Rywin said in a conversation with Michnik in July 2002, which was secretly taped by the latter and publicized in December 2002, that he is acting in concord with a "group of people in power" who are responsible for drafting a new media bill. Those people, Rywin hinted, would make it possible for Agora to buy a private television station, Polsat, the deal Agora was reportedly seeking. (A draft media bill proposed by the government in early 2002 banned the owner of a nationwide newspaper from obtaining a license for nationwide broadcasting.) Some speculation in the Polish media pointed to former Deputy Culture Minister Aleksandra Jakubowska, National Council of Radio Broadcasting and Television Secretary Wlodzimierz Czarzasty, and Polish Television Chairman Robert Kwiatkowski as the "group of people in power" that might have been standing behind Rywin's bribery proposal. All three have firmly denied any involvement in Rywingate.
There were many calls in Polish media for Kwiatkowski's resignation or dismissal, but he refused to step down, and the Supervisory Council of Polish Television did not remove him despite several attempts to vote Kwiatkowski out of office. However, the Supervisory Council announced an open competition for the five posts on the Polish Television board. According to the weekly "Polityka," as many as 252 people have applied, including 52 for the post of Polish Television chairperson.
The competition for the post of Polish Television chairperson is rather complicated, involving five selection stages. First, each of the nine members of the Supervisory Council chooses three candidates. Second, by secret ballot, the Supervisory Council reduces the number of candidates to nine. Third, the Supervisory Council qualifies for further consideration only those of the nine remaining candidates who were chosen by at least two council members in the first stage. Fourth, an independent auditing firm assesses the professional capabilities of the candidates, and the Supervisory Council selects the three best-suited candidates. Finally, following a "nationwide debate," the council appoints a new chief of Polish Television from the three finalists.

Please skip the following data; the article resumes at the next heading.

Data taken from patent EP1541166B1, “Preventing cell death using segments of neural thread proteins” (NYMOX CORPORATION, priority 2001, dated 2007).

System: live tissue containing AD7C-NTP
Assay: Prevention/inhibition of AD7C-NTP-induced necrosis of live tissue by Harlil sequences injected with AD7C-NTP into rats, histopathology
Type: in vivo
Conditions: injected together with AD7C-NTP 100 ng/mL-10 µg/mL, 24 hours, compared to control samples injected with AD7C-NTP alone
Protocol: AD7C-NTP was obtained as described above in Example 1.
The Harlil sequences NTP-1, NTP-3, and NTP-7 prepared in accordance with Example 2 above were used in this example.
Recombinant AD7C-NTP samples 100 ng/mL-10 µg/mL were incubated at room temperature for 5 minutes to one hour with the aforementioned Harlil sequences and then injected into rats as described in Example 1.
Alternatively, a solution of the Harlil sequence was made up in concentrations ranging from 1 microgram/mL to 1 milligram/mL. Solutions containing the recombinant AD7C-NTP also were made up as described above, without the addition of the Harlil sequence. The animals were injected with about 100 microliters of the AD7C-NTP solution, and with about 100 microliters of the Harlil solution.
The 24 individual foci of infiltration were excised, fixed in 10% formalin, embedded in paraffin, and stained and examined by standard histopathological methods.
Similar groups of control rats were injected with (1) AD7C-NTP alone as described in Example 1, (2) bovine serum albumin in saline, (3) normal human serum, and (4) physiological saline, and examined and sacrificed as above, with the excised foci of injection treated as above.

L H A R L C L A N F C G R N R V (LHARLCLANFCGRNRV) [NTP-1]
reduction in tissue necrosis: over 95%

Until now, this appointment was made solely by the Supervisory Council, whose members were appointed by the National Council of Radio Broadcasting and Television (KRRiTV). The KRRiTV is constitutionally obliged to "safeguard the public interest regarding radio broadcasting and television." Since the nine-member KRRiTV is a political body itself -- four members are appointed by the Sejm, two by the Senate, and three by the president -- various political forces have complained at different times that Polish Television is politically biased. The new open competition for the post of Polish Television boss is apparently a response to such charges.
But, as the saying goes, the devil is in the details. The Supervisory Council decided that the auditing firm be selected in a tender organized by the current Polish Television board, headed by Kwiatkowski. Many in Poland fear that he will not be impartial.